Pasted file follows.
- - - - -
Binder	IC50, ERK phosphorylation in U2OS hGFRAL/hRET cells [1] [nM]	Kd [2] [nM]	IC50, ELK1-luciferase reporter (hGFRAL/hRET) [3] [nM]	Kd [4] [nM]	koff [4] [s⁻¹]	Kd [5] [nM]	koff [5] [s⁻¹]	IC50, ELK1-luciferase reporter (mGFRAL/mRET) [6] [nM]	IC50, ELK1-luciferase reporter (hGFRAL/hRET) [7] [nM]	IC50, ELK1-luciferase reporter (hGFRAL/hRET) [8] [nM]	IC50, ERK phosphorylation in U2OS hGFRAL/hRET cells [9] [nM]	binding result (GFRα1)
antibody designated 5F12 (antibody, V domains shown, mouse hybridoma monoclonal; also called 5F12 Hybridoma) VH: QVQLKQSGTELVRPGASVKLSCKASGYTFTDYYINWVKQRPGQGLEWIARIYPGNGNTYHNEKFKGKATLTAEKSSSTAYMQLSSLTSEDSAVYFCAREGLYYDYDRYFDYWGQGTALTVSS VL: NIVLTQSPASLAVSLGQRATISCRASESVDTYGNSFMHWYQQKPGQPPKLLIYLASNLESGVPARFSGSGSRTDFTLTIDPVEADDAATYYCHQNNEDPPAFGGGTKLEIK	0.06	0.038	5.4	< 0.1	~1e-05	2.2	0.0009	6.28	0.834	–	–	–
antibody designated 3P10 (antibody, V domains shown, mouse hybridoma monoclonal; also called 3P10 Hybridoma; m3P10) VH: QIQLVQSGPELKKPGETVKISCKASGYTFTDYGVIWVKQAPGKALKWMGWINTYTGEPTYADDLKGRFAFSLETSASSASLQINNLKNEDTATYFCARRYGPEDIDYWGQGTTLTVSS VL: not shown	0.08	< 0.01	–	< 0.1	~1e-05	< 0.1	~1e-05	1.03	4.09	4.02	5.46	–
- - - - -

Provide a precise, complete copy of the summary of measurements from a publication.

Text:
Binder	IC50, ERK phosphorylation in U2OS hGFRAL/hRET cells [1] [nM]	Kd [2] [nM]	IC50, ELK1-luciferase reporter (hGFRAL/hRET) [3] [nM]	Kd [4] [nM]	koff [4] [s⁻¹]	Kd [5] [nM]	koff [5] [s⁻¹]	IC50, ELK1-luciferase reporter (mGFRAL/mRET) [6] [nM]	IC50, ELK1-luciferase reporter (hGFRAL/hRET) [7] [nM]	IC50, ELK1-luciferase reporter (hGFRAL/hRET) [8] [nM]	IC50, ERK phosphorylation in U2OS hGFRAL/hRET cells [9] [nM]	binding result (GFRα1)
antibody designated 5F12 (antibody, V domains shown, mouse hybridoma monoclonal; also called 5F12 Hybridoma) VH: QVQLKQSGTELVRPGASVKLSCKASGYTFTDYYINWVKQRPGQGLEWIARIYPGNGNTYHNEKFKGKATLTAEKSSSTAYMQLSSLTSEDSAVYFCAREGLYYDYDRYFDYWGQGTALTVSS VL: NIVLTQSPASLAVSLGQRATISCRASESVDTYGNSFMHWYQQKPGQPPKLLIYLASNLESGVPARFSGSGSRTDFTLTIDPVEADDAATYYCHQNNEDPPAFGGGTKLEIK	0.06	0.038	5.4	< 0.1	~1e-05	2.2	0.0009	6.28	0.834	–	–	–
antibody designated 3P10 (antibody, V domains shown, mouse hybridoma monoclonal; also called 3P10 Hybridoma; m3P10) VH: QIQLVQSGPELKKPGETVKISCKASGYTFTDYGVIWVKQAPGKALKWMGWINTYTGEPTYADDLKGRFAFSLETSASSASLQINNLKNEDTATYFCARRYGPEDIDYWGQGTTLTVSS VL: not shown	0.08	< 0.01	–	< 0.1	~1e-05	< 0.1	~1e-05	1.03	4.09	4.02	5.46	–